7. Have prospective members sign your church's covenant and statement of faith. This is good practice for a number of reasons. The very act of signing is associated with commitment, and most people want to be sure they know what the documents entail before signing (DC is full of lawyers!). Also, a signed "agreement" to uphold the doctrine and practice of the church tends to help a tad in legal disputes from time to time.
8. Require the congregation to vote on each prospective members' application for membership. At our church's members' meetings, we present to the congregation each applicant for membership with a brief summary of the applicant's testimony (usually the high point of the meeting). Potential members are voted on individually. The congregational vote indicates a church-wide commitment to care for each individual to join and is a regular reminder of the covenant we pledge to uphold.
9. Restore the practice of loving church discipline. Ninety-five percent of church discipline is formative; it occurs as our lives are shaped by the preaching and application of God's word to our lives. The remainder, corrective church discipline, occurs when a member must be removed from the membership with the hopes of producing repentance and restoration (Matt. 18; 1 Cor. 5).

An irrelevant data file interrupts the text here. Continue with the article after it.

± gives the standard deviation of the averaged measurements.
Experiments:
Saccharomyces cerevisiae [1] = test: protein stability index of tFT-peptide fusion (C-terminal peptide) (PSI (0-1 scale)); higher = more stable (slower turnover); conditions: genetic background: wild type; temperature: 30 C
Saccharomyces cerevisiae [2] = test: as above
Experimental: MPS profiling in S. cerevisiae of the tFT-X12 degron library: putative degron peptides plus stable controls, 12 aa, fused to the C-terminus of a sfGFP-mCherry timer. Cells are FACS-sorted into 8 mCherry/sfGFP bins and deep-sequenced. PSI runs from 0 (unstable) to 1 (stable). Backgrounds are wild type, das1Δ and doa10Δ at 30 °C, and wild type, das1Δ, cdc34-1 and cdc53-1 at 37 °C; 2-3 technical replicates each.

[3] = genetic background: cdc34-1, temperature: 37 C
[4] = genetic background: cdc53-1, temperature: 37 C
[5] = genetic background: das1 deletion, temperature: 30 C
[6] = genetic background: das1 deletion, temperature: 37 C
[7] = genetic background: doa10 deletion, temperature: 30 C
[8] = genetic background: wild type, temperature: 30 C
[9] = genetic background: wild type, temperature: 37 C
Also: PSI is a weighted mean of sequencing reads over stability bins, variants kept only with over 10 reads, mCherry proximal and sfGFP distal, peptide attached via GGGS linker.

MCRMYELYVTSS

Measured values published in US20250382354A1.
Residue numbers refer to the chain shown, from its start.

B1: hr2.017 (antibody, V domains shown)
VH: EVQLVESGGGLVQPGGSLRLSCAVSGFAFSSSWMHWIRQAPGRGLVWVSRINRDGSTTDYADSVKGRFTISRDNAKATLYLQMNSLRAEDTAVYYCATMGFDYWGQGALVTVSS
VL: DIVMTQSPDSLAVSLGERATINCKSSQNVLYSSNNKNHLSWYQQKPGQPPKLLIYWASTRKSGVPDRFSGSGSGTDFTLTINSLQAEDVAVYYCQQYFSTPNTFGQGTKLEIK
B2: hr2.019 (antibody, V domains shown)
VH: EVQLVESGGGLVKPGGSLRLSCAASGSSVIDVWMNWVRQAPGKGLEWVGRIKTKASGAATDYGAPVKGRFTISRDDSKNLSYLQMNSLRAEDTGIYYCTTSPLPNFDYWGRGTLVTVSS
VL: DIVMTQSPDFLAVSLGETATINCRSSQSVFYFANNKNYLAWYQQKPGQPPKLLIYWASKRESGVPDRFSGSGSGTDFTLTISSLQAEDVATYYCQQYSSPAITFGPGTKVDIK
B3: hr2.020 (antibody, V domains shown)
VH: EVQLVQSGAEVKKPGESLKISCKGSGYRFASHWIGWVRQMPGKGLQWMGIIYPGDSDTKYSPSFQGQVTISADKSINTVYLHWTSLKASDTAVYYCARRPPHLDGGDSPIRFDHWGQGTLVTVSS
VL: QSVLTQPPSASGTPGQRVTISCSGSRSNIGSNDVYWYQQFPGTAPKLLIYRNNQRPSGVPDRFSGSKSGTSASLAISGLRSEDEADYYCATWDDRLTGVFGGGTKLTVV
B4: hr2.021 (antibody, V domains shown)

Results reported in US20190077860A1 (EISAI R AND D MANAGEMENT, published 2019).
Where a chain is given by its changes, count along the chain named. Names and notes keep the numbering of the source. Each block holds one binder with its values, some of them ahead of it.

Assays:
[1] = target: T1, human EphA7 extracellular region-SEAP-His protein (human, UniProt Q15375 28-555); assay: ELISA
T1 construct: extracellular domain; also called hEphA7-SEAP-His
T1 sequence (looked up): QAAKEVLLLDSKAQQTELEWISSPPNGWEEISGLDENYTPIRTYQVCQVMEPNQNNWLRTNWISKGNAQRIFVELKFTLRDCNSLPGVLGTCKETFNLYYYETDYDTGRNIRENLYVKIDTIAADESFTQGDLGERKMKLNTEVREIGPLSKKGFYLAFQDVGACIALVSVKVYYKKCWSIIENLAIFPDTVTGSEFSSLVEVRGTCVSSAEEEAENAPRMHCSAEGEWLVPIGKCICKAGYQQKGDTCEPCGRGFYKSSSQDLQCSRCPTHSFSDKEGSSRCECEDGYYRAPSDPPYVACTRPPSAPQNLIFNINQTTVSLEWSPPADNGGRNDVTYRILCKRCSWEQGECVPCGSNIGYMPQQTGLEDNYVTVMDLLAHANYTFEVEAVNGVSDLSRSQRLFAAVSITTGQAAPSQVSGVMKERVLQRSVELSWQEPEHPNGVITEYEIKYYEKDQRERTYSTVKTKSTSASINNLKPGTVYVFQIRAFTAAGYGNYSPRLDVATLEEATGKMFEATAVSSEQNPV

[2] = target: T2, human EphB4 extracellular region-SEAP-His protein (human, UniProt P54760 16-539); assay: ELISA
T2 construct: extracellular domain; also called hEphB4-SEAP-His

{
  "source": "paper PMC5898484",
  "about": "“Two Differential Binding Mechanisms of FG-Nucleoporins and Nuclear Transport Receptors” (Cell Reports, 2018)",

Suggestions 1-7 aim at creating a well-taught, meaningful membership. Apart from creating deeper fellowship among the members (hospitality, mutual care, discipleship relationships, etc.), loving church discipline lies outside the reach of the congregation. And, these are just some ideas from one church's experience and practice. Please feel free to add others.
The Lord will return for a pure, radiant bride. Our feeble efforts at cultivating a regenerate membership, like conversion itself, depends on the gracious work of the Holy Spirit. Without discernment, love, grace, and patience... the work of watching for the souls entrusted to our care will be frustrated and fruitess.
I pray that the faithful efforts of pastors everywhere would meet with much God-wrought fruit for His glory.